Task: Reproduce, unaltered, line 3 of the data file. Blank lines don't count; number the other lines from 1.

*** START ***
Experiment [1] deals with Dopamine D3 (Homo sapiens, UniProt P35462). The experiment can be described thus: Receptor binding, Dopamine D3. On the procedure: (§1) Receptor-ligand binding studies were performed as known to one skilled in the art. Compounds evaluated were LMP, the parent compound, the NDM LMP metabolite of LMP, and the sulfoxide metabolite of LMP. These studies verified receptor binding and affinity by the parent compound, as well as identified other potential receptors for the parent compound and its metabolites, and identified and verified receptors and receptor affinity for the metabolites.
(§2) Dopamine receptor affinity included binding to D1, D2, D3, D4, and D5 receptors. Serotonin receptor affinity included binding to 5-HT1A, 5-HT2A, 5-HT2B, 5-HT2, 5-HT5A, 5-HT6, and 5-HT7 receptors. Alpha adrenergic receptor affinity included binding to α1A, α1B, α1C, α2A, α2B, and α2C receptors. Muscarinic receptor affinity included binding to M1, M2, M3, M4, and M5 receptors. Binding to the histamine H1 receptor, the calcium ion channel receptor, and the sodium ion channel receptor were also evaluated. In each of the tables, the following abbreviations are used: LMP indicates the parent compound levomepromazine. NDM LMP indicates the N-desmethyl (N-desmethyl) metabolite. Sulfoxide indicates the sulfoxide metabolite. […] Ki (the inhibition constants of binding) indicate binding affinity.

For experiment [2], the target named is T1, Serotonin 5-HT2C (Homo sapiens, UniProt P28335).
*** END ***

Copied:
For experiment [2], the target named is T1, Serotonin 5-HT2C (Homo sapiens, UniProt P28335).